You can’t go all the way with a halfway commitment. My very good friend Jason Keener likes to describe it this way: “All In”. Just as in poker, sometimes you must be all in.

In life, we are going to experience failure and defeat. What we must decide is whether the mountain is worth the effort. Ask yourself today: do you still want to conquer that same mountain? Do you still have that desire? Despite your feelings of frustration, do you know that deep down inside of you, you still want it? If that is still true, then you are going to have to be “all in” to get it done. Some things are just worth believing in more than once!

 
Progress Report:
 
I have lost three pounds!
 
I swam my best time in the 1/4 mile at the pool on Thursday. Only three weeks until my next triathlon. 
 
I have written more down—just  writing this blog—than I have written in last several years. In past two weeks, I have learned that I can not only write, but I can make progress in my writing. Having the goal and the deadline to get this blog of my journey together each week has taught me that I can write.
 

Let’s Get Specific!

It’s the first week of my 365to50 challenge, and I have already had to battle some challenges and setbacks. When I examine the obstacles which keep me from pursuing my goals, I usually don’t see Mt. Everest-sized giants blocking my vision and making my goal impossible. Instead, I see the normal, and sometimes necessary, day-to-day distractions and obligations which tend to my drain my inspiration and sap my energy. Things like my commitments at work and at home. Little things, like having to wait on hold for an hour to get a billing error corrected. It’s not the inconvenience of the call which keeps me from working out, or from working on my manuscript, it’s just that somehow obstacles like these derail you and bring you back to that place of decision again.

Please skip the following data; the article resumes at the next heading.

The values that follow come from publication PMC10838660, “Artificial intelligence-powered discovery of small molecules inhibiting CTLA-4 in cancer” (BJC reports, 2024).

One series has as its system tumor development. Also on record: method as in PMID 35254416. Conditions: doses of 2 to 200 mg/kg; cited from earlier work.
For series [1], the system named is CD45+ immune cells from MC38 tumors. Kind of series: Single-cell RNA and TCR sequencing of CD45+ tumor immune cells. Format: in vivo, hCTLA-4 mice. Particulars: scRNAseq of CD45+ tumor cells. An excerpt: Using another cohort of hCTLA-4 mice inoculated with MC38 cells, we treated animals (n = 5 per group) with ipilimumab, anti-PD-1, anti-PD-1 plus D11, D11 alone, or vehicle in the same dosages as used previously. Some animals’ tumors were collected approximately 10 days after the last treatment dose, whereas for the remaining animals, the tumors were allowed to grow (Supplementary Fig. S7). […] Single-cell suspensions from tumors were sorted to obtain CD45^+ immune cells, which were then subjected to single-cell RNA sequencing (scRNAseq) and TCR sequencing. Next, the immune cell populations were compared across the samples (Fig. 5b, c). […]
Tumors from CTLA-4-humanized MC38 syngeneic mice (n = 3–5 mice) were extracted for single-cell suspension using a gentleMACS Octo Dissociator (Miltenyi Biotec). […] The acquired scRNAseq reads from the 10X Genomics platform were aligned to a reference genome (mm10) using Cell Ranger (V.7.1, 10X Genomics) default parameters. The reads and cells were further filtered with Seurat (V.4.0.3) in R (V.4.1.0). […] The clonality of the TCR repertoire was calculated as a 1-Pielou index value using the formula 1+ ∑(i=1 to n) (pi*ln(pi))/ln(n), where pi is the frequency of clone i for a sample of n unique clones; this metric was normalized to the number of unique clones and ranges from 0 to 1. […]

This is why setting goals is so important…

A goal is a target toward which you can direct your efforts.

Without a goal, we all are liable to start moving in the wrong direction and lose focus, thus wasting time and effort.  One of the most important elements of a goal is that it is specific. Many times when we make goals, we make them too general; at times they can even be vague or unclear.

The Important Stuff:

1. Be Specific.

2. Write Them Down.

3. Create Start Dates and Deadlines.

4. Make Your Goals Achievable but Also Challenging.

5. Measure and Track Your Progress.

6. Reward Yourself Along the Way.

So that you can follow my progress, I will be sharing my starting goals with you today, as well as my results each week during this process. I will continue to unveil my step-by-step plan over the next weeks and months, but I do know two specific things about my journey right now: where I am starting, and where I want to end.

When you consider your own goals, where are you starting? Where do you want to end up? In the popular board game “Monopoly”, everyone starts at GO. It’s your time to GO! It’s your time to move forward and make changes. God gives us the ability to be the captains of our destiny. We can’t do it without His wind, His guidance, and His protection, but we have to choose to raise our sails when the wind is blowing and we have to chart a course.

 My Starting Place.

 I am 49 years old.

I am currently 276lbs and overweight.